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Right Intention: Questioning the Left

Sunday, January 09, 2005

Questioning the Left

Questions are being asked about the intellectual bankruptcy of the left in Britain:

Last week occured an event which was scarcely reported but which further called into question the notion of a principled liberal-left, let alone one coherent and confident enough to form an elite.

Hadi Salih, international officer of the Iraqi Federation of Trade Unions, was tied and blindfolded and tortured by Baathist 'insurgents' loyal to Saddam Hussein before being forced to kneel, strangled by electric cord and shot.

I shouldn't be shocked that there hasn't been a squeak of protest from the anti-war movement at the killing of a brave socialist, but I am. Two years ago I believed that after the war people who opposed it for good reasons would vow to pursue Blair and Bush for what they had done to their graves, but have the intellectual honesty to accept that Saddam's regime was fascist in theory and in practice and the good nature to offer fraternal support the Iraqi socialists, democrats and liberals in their deadly struggle.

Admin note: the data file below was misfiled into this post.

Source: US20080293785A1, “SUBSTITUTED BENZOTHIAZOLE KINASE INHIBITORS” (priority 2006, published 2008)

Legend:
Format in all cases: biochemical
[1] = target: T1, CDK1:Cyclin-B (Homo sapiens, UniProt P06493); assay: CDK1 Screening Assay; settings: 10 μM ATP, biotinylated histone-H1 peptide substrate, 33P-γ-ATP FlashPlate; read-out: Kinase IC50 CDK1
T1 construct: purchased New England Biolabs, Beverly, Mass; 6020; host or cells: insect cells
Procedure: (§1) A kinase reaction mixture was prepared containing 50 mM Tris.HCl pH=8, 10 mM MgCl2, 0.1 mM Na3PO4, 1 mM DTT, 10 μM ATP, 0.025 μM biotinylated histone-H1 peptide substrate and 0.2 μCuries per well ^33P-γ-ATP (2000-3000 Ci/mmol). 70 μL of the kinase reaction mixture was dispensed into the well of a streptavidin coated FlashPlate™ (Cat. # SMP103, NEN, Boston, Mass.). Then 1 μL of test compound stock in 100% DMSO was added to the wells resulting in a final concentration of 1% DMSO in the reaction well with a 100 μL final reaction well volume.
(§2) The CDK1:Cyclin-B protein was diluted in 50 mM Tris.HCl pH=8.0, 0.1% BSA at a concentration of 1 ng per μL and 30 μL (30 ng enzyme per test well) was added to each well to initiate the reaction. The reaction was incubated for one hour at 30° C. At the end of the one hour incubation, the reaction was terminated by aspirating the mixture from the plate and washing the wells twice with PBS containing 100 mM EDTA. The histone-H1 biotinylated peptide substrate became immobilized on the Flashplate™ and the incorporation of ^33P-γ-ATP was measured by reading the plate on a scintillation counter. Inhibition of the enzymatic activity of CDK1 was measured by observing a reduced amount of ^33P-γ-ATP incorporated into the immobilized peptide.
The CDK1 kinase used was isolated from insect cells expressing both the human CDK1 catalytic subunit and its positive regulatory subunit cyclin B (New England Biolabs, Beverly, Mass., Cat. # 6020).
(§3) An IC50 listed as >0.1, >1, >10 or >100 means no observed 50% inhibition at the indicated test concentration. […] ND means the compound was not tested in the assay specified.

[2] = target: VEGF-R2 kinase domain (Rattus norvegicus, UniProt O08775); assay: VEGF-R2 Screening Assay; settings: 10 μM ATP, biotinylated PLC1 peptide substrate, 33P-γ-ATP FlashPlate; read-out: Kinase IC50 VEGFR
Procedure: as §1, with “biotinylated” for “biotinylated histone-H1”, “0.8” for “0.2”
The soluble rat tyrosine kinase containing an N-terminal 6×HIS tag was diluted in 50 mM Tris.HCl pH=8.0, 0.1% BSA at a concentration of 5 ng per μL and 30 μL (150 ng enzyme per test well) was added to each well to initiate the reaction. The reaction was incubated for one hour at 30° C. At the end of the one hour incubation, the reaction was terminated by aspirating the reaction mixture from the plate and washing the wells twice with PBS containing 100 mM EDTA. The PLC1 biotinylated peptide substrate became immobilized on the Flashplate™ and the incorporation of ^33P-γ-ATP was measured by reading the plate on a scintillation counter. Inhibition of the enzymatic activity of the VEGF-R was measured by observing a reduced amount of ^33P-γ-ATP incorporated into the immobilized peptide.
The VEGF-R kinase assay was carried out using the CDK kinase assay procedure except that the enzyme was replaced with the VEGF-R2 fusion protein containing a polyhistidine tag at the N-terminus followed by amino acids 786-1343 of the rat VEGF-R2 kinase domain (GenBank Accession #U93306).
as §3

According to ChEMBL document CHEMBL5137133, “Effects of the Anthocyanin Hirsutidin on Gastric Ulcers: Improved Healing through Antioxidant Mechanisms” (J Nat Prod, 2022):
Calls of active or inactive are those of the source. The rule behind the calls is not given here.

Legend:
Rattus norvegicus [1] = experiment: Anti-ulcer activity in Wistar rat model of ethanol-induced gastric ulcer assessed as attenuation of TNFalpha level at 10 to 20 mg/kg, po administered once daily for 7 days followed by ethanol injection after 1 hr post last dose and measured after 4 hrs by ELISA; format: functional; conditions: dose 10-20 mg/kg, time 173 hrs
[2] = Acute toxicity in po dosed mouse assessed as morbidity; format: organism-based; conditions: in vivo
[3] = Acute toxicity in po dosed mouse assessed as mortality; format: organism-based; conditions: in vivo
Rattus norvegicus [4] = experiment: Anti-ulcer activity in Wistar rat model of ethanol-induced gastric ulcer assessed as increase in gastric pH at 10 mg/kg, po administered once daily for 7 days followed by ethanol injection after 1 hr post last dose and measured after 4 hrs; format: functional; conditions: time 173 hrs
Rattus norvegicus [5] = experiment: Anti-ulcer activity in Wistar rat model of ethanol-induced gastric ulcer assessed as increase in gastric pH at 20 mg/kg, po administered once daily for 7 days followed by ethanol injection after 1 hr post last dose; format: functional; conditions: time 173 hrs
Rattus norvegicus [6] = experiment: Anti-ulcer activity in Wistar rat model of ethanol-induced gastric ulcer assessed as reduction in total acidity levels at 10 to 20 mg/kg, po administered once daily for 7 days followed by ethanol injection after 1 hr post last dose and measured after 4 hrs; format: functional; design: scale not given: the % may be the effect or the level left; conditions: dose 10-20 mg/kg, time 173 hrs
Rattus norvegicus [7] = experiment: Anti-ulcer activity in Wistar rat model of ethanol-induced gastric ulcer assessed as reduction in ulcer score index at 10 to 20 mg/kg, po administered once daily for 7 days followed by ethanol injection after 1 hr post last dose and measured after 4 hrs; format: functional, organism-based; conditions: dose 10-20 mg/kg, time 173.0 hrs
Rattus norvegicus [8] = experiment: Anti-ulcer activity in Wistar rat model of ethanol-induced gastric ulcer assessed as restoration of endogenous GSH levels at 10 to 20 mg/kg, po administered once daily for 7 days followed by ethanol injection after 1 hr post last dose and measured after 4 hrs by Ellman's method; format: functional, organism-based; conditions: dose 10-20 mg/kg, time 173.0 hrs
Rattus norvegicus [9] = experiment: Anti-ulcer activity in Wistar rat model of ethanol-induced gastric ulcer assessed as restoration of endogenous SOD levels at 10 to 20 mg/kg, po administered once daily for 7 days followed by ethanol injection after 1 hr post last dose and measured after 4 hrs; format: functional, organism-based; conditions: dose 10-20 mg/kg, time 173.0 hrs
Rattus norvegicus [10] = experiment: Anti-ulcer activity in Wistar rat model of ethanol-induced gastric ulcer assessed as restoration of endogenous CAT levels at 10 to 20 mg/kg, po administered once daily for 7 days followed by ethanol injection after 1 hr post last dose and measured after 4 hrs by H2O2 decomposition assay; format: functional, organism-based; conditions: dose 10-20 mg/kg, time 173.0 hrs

This is a big reason why I have a hard time taking arguments about Iraq seriously from the left. There were good arguments both for and against the Iraq war. It was not an easy call. But there was a level of intellectual dishonesty from a large portion of the left that was hard for me to comprehend. Nowhere to be found was any concern whatsoever for the idea of spreading freedom, democracy and human rights. The main goal was to constrain the US in their eyes. And now the indifference to, if not outright support of head chopping, disemboweling terrorists whose sole goal is to prevent democratic elections disgusts me.


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